Pushed by businesses such as IBM – behind everything from high-technology water pollution sensing to water footprint accounting – water grids could actually be the next big business concept, set to be a $16.3 billion dollar industry in the next 10 years.
A new report from Lux Research highlights that water management can reduce costs and conserve a resource that we’re quickly running out of. Studies have shown that just by seeing their electricity consumption data, people will curb consumption by as much as 15%. Why not do the same with water consumption? The issue is developing the technologies and creating a smart water grid: where money on water is saved and money on business is made.
Lux estimates the smart water grid market at$530 million. Like the smart electricity grid,it offers a wide range of opportunities for businesses to become involved: water mapping, water infrastructure, water quality monitoring, smart meters and smart irrigation.
‘While there are physical solutions or lower-tech options available to help solve the hydrocosm’s water management woes, the scale of water needs and the lack of funds for a complete overhaul of the physical infrastructure also call for the deployment of emerging information technology solutions to address these areas.’
Earth2Tech reports that the start-ups who find success in this industry will be those maximising innovation and those who create technologies that address all five of the markets identified by Lux in an integrated way.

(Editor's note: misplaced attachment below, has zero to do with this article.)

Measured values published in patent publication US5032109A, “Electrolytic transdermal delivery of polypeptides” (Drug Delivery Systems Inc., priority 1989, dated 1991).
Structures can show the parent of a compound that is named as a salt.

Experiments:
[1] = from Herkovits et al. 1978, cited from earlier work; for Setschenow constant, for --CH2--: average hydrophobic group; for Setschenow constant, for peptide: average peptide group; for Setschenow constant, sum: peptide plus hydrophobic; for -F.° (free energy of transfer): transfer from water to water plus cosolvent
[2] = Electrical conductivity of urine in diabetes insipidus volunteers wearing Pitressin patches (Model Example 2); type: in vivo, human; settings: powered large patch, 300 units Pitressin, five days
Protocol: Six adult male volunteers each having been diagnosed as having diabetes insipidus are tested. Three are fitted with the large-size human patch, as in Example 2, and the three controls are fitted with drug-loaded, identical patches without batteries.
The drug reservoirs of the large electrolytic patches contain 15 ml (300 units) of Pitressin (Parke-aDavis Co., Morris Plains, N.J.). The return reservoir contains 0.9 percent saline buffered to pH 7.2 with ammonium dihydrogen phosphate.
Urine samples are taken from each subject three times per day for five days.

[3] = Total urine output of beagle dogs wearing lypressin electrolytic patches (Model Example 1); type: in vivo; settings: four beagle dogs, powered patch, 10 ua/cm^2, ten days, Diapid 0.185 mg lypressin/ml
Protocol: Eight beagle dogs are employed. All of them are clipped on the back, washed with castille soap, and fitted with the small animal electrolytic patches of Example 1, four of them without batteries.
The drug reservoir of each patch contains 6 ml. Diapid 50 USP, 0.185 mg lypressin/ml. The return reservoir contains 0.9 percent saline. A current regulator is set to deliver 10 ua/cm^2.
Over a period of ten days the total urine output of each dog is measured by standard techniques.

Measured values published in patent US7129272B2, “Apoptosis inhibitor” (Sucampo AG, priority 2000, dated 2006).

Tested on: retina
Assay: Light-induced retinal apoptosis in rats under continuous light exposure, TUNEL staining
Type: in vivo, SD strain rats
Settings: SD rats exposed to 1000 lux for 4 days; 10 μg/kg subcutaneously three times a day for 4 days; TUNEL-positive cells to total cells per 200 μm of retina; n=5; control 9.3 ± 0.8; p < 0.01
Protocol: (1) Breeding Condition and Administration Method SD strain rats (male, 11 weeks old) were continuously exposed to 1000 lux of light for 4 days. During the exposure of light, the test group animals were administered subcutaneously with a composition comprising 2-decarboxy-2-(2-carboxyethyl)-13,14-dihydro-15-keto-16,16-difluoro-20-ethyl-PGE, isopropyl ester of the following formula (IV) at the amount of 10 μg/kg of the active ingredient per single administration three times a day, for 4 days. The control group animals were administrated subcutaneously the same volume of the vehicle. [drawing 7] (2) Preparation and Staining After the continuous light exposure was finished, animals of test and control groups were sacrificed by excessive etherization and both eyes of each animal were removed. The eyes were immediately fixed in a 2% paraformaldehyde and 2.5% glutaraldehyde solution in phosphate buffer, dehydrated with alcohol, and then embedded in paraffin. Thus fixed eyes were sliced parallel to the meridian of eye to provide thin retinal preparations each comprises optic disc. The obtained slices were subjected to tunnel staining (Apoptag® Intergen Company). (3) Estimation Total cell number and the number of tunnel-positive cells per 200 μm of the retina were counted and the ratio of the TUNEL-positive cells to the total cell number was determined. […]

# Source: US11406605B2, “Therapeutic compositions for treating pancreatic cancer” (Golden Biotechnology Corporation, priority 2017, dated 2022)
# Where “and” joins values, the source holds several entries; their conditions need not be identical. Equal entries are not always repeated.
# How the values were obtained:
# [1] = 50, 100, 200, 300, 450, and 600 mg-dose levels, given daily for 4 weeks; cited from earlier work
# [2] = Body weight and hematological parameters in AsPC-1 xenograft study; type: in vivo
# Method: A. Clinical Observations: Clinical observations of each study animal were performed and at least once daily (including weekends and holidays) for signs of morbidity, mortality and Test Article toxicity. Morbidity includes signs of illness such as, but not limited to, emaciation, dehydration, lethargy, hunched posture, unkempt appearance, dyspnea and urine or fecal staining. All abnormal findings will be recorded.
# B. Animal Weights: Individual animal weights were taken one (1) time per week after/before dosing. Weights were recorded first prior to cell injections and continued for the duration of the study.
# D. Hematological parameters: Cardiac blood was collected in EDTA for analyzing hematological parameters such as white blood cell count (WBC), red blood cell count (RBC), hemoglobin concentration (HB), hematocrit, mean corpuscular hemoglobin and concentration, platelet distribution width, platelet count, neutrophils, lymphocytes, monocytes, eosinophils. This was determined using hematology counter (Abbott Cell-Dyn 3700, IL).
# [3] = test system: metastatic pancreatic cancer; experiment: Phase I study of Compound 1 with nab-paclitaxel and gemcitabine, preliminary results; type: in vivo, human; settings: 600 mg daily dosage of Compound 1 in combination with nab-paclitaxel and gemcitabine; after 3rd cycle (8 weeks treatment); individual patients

According to Drew Clark (IBM’s Venture Capital Group Director of Strategy) “demand for smart water solutions has dramatically increased in the last year. This is partly because of the Obama administration’s focus on environmental concerns, partly because the stimulus package is providing help with getting opportunities going and partly because of heightened environmental awareness in general. The time is ripe for creative start-ups as well as established technology companies to move forward on the smart water grid”.
While US water consumption has declined due to improvements in irrigation efficiency and the elimination of once-through cooling technology in electricity plants, we have a long way to go before we reach sustainable consumption levels in all other areas.